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During my authorization processes, I need to set some data into the session so that it can travel with every request made by the web page. As soon as the authorization is approved in my AuthorizationAttribute.AuthorizeCore(), I make some calls to our services to retrieve the necessary data that needs to travel with every request and stuff it into the session via httpContext.Session["MyInfoObject"] = myInfoObject and then return true.

The session cookie is set and the next request shows that the user is now authenticated. However, when I attempt to retrieve the data that was previously stored via var myInfoObject = requestContext.HttpContext.Session["MyInfoObject"] as MyInfoObject; the entire session value collection is empty. I observed the Session object and I could see that the Session object is populated, and the SessionID is the same as the one in the session cookie in the browser, but the value collection is empty. Nothing was saved.

Any ideas?

Update I was checking the session values in the controller base class. I created a custom base class for my controllers and in the Initialize() override, I call base.Initialize() first and then start fiddling with the Session. At this stage, the session values are empty. However, if I place a break point inside of an Action on the Derived controller, my values are there. I think I'm missing something in the way the pipeline executes. Any info would help.

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My first thought here is to try saving a simple string instead of a complex object, and see if that works. If it does, check that your object is serializable. –  Mike C. Feb 28 '14 at 18:20

2 Answers 2

I usually access the Session variables in a base controller by overriding the OnActionExecuting method. I think initialize is too early in the process. See enter link description here

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True, but Authorization has to succeed in order to get to this step. I'd end up having to do authorization logic in the controller directly –  Sinaesthetic Mar 1 '14 at 0:28
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I was able to solve the issue and discover a few points. What it really came down to was the state of the session object at each stage of the pipeline. It was never NULL at any point; the problem was that all of the values I had previously stuffed into it weren't available yet based on where i was in the chain of execution. I didn't find any official documentation regarding the life cycle, but I was able to discover a few things:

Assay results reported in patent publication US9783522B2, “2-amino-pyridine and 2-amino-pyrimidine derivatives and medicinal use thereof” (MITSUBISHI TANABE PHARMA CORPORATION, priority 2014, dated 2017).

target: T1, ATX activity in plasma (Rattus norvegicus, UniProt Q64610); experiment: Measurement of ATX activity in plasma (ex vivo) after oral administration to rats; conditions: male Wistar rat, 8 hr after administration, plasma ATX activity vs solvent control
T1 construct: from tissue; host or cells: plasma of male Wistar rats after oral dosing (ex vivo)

• In the AuthProvider, you can add to the session value collection, but you can't read anything from it that wasn't added in the same method. I'm assuming it's because the session hasn't been fully hydrated yet. Other things like Session ID and other information at the top of the session object graph were completely filled and available.
  • In the Authorization attribute, it's the same deal. You can add to the session, but you can't read anything out of it because it hasn't been fully hydrated yet. I was hoping to check tokens here but that's a no go. So instead, I just check to see if the user has an ASP auth token which just tells me that I haven't killed their session yet. Good enough. I'll check the tokens loaded in that session in a later step. And in the future, when roles are added in, I'll attempt to handle that here.
  • In the OnActionExecuting override of my controller (or controller base in my case), you can get at the full session. Although, it's dumb to check tokens here. Instead, I assume that everything is already set by this point, so I use it to pull a user profile object out of the session and store it into a property, making it accessible to the derived controller. This gets executed after the next bullet.
  • ActionFilterAttribute will have a fully hydrated Session object as well. So I created one called TokenManagementFilterAttribute. Here, I pull my tokens out of the session and do my scope checking and validation, and refresh and update the profile object as needed. If anything fails, I set the controller.Response to redirect back to the login page and kill the session.
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